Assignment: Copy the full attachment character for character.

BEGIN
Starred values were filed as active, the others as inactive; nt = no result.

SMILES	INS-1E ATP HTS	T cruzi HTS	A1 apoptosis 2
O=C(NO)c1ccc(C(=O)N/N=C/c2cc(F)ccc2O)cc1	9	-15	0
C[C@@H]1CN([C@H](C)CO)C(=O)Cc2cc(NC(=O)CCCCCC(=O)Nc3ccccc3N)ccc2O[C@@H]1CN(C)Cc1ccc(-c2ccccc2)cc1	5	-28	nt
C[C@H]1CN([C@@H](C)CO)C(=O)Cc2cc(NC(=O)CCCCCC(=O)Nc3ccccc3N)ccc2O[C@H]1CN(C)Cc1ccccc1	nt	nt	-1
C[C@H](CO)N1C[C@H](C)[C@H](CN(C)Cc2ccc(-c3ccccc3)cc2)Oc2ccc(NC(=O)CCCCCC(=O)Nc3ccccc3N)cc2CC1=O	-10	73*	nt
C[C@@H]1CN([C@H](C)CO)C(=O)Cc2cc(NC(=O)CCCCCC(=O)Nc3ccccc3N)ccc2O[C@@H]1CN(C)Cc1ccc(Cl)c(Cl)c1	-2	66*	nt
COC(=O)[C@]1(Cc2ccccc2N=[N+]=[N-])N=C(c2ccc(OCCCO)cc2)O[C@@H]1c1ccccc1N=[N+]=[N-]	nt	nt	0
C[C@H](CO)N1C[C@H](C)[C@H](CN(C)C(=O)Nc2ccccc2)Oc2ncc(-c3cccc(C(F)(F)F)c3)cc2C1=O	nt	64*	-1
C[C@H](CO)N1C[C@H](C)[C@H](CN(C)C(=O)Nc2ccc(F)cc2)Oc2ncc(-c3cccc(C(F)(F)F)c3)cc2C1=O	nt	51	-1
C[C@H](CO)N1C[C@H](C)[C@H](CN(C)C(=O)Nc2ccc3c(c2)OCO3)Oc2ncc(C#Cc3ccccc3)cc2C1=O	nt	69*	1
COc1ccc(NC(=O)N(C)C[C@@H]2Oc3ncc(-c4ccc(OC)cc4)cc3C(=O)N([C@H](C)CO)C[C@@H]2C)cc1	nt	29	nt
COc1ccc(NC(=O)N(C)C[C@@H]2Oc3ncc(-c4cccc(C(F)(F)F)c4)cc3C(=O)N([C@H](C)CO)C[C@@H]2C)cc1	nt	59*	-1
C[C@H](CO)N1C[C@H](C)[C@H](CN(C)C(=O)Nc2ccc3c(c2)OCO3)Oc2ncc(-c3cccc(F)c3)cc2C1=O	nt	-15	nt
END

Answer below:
Starred values were filed as active, the others as inactive; nt = no result.

SMILES	INS-1E ATP HTS	T cruzi HTS	A1 apoptosis 2
O=C(NO)c1ccc(C(=O)N/N=C/c2cc(F)ccc2O)cc1	9	-15	0
C[C@@H]1CN([C@H](C)CO)C(=O)Cc2cc(NC(=O)CCCCCC(=O)Nc3ccccc3N)ccc2O[C@@H]1CN(C)Cc1ccc(-c2ccccc2)cc1	5	-28	nt
C[C@H]1CN([C@@H](C)CO)C(=O)Cc2cc(NC(=O)CCCCCC(=O)Nc3ccccc3N)ccc2O[C@H]1CN(C)Cc1ccccc1	nt	nt	-1
C[C@H](CO)N1C[C@H](C)[C@H](CN(C)Cc2ccc(-c3ccccc3)cc2)Oc2ccc(NC(=O)CCCCCC(=O)Nc3ccccc3N)cc2CC1=O	-10	73*	nt
C[C@@H]1CN([C@H](C)CO)C(=O)Cc2cc(NC(=O)CCCCCC(=O)Nc3ccccc3N)ccc2O[C@@H]1CN(C)Cc1ccc(Cl)c(Cl)c1	-2	66*	nt
COC(=O)[C@]1(Cc2ccccc2N=[N+]=[N-])N=C(c2ccc(OCCCO)cc2)O[C@@H]1c1ccccc1N=[N+]=[N-]	nt	nt	0
C[C@H](CO)N1C[C@H](C)[C@H](CN(C)C(=O)Nc2ccccc2)Oc2ncc(-c3cccc(C(F)(F)F)c3)cc2C1=O	nt	64*	-1
C[C@H](CO)N1C[C@H](C)[C@H](CN(C)C(=O)Nc2ccc(F)cc2)Oc2ncc(-c3cccc(C(F)(F)F)c3)cc2C1=O	nt	51	-1
C[C@H](CO)N1C[C@H](C)[C@H](CN(C)C(=O)Nc2ccc3c(c2)OCO3)Oc2ncc(C#Cc3ccccc3)cc2C1=O	nt	69*	1
COc1ccc(NC(=O)N(C)C[C@@H]2Oc3ncc(-c4ccc(OC)cc4)cc3C(=O)N([C@H](C)CO)C[C@@H]2C)cc1	nt	29	nt
COc1ccc(NC(=O)N(C)C[C@@H]2Oc3ncc(-c4cccc(C(F)(F)F)c4)cc3C(=O)N([C@H](C)CO)C[C@@H]2C)cc1	nt	59*	-1
C[C@H](CO)N1C[C@H](C)[C@H](CN(C)C(=O)Nc2ccc3c(c2)OCO3)Oc2ncc(-c3cccc(F)c3)cc2C1=O	nt	-15	nt